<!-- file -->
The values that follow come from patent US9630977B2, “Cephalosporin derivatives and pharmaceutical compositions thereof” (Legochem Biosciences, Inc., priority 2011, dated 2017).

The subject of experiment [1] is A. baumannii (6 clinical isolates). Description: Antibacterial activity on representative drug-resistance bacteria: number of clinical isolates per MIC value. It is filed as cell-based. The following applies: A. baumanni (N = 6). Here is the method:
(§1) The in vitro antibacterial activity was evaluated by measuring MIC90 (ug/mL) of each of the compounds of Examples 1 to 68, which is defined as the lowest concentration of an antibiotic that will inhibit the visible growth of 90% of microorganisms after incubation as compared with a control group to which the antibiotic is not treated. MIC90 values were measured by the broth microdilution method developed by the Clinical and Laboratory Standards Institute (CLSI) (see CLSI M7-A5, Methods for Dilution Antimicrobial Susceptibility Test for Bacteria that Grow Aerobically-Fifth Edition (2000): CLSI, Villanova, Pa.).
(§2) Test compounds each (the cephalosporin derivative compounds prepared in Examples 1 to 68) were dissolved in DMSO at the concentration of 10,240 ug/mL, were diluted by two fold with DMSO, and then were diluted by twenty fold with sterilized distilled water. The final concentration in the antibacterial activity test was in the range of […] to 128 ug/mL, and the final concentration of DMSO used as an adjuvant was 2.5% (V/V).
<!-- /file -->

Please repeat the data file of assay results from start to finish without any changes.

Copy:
The values that follow come from patent US9630977B2, “Cephalosporin derivatives and pharmaceutical compositions thereof” (Legochem Biosciences, Inc., priority 2011, dated 2017).

The subject of experiment [1] is A. baumannii (6 clinical isolates). Description: Antibacterial activity on representative drug-resistance bacteria: number of clinical isolates per MIC value. It is filed as cell-based. The following applies: A. baumanni (N = 6). Here is the method:
(§1) The in vitro antibacterial activity was evaluated by measuring MIC90 (ug/mL) of each of the compounds of Examples 1 to 68, which is defined as the lowest concentration of an antibiotic that will inhibit the visible growth of 90% of microorganisms after incubation as compared with a control group to which the antibiotic is not treated. MIC90 values were measured by the broth microdilution method developed by the Clinical and Laboratory Standards Institute (CLSI) (see CLSI M7-A5, Methods for Dilution Antimicrobial Susceptibility Test for Bacteria that Grow Aerobically-Fifth Edition (2000): CLSI, Villanova, Pa.).
(§2) Test compounds each (the cephalosporin derivative compounds prepared in Examples 1 to 68) were dissolved in DMSO at the concentration of 10,240 ug/mL, were diluted by two fold with DMSO, and then were diluted by twenty fold with sterilized distilled water. The final concentration in the antibacterial activity test was in the range of […] to 128 ug/mL, and the final concentration of DMSO used as an adjuvant was 2.5% (V/V).